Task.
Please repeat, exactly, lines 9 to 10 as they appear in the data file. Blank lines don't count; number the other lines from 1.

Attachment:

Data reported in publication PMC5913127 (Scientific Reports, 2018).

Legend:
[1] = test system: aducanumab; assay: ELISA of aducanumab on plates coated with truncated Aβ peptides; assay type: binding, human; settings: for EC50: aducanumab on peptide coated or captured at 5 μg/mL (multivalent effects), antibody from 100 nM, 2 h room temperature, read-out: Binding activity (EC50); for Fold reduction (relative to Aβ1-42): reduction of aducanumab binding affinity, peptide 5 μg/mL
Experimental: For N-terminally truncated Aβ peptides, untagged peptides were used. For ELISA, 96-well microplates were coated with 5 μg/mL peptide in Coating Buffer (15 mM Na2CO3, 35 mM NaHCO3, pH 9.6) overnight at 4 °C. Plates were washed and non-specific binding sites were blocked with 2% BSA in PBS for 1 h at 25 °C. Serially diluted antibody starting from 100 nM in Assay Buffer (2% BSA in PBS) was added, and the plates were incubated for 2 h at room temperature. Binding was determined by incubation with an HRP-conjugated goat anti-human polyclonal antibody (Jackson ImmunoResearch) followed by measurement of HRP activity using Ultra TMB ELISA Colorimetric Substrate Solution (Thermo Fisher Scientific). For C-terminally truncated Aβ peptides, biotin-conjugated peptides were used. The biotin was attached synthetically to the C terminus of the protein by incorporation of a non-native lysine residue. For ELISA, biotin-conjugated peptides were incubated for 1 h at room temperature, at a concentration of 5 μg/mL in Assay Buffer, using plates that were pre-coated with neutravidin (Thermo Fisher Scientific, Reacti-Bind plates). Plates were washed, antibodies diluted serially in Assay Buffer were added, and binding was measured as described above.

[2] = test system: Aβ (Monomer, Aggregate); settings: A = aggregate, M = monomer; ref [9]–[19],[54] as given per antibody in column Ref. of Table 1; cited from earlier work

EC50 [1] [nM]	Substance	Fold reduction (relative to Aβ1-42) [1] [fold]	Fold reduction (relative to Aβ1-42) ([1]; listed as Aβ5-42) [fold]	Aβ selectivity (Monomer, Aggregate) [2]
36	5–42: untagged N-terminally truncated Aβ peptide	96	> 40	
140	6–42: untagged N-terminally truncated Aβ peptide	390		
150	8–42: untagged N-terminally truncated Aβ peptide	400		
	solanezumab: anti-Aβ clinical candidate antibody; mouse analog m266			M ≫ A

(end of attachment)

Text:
150	8–42: untagged N-terminally truncated Aβ peptide	400		
	solanezumab: anti-Aβ clinical candidate antibody; mouse analog m266			M ≫ A